Countries must first put their own houses in order. Developed countries must take responsible fiscal and monetary policies. What is most important now is to prevent the further spread of the sovereign debt crisis in Europe.Chinese Premier Wen Jiabao • Telling all the deadbeat European nations to bump up their national credit scores before looking for a bailout from China. Wen previously said the country would lend a helping hand to Europe, which is suffering a crippling debt crisis. So, in case you were thinking of going to China for a little cash, you’re out of luck … unless you’ve proven yourself fiscally responsible (or China has a huge vested interest in seeing you succeed). Then China would be happy to let you into its deep coffers. source (via • follow)
» We were generally supportive of the 2009 stimulus package, but aspects of it are starting to seem a bit questionable, to say the least. Case in point: 2,200 students and staff in the town of Owensboro, Kentucky will soon be enjoying a free Macbook Air, courtesy of the Recovery and Reinvestment Act. While we’re all for providing students with the technical competency needed to compete in the 21st-century global economy, you don’t really need to give everyone a Macbook Air to do that. The cheapest Air is $999; if we assume, for the sake of argument, that Apple gave Owensboro a 50% bulk discount, that’s still over a million dollars of federal money being spent so kids can have free laptops. Opponents of “wasteful government spending,” your Exhibit A is right here.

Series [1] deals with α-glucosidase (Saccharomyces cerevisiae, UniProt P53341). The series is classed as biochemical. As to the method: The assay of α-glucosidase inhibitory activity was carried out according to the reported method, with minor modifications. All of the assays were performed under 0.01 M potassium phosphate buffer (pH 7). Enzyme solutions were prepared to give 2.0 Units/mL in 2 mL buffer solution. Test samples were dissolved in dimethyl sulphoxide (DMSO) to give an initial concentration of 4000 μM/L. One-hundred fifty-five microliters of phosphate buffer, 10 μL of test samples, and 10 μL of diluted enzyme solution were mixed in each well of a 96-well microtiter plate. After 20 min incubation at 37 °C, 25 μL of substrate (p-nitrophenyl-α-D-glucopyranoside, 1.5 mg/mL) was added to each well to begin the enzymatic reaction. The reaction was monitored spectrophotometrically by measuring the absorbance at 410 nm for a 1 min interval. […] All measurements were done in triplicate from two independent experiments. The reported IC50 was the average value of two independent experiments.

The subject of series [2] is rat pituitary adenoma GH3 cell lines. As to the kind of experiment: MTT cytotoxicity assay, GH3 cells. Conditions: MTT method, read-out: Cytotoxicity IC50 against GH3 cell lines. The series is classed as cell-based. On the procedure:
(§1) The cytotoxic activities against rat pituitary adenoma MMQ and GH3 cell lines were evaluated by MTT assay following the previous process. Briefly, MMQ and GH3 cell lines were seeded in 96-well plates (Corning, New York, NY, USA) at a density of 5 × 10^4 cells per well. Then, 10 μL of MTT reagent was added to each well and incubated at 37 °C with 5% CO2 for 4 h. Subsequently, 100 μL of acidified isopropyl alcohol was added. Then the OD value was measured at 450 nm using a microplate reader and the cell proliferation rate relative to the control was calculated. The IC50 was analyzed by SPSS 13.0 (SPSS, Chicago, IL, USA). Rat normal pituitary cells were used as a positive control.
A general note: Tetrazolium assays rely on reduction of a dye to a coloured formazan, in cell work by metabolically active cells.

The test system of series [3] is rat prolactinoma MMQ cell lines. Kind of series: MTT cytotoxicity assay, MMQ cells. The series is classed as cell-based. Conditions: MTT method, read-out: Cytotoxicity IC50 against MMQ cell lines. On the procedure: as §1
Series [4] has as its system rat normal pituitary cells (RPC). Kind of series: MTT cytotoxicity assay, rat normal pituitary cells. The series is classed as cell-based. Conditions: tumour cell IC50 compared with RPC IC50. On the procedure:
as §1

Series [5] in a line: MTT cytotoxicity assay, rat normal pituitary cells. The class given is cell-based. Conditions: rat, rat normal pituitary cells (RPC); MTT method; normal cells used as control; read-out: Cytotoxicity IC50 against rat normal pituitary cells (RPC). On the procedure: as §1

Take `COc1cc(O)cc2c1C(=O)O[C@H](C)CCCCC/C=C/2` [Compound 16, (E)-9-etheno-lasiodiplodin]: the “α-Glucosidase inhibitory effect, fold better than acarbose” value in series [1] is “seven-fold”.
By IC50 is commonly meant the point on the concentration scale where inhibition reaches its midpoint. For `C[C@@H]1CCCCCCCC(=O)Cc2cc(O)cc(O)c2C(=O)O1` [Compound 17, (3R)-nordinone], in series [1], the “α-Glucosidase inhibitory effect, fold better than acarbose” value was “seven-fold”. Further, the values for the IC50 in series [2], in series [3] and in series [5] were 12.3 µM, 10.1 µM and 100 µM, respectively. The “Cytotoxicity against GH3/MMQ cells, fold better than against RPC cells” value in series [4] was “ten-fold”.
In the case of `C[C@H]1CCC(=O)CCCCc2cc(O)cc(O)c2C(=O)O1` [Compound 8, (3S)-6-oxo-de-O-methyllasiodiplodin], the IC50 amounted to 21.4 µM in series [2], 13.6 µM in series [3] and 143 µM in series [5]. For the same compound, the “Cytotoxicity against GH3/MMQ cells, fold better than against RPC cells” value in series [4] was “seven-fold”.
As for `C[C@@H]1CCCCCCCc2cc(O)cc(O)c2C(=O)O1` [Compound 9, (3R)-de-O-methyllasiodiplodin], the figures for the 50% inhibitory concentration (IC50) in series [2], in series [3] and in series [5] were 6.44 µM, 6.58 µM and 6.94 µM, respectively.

Basically, most Senators in this body are nothing but two-bit pawns…to lay out the groundwork, if you will, for 2012 election.GOP Senator Bob Corker • Saying what everyone knows but rarely acknowledges: If a presidential election wasn’t lurking around the corner, this whole debt ceiling debate would be playing out much differently. This is really harsh language for a senator, especially when used in reference to his colleagues. Last week, Corker accepted blame, on behalf of the Republican party, for bringing our country to the brink of another economic collapse. source (via • follow)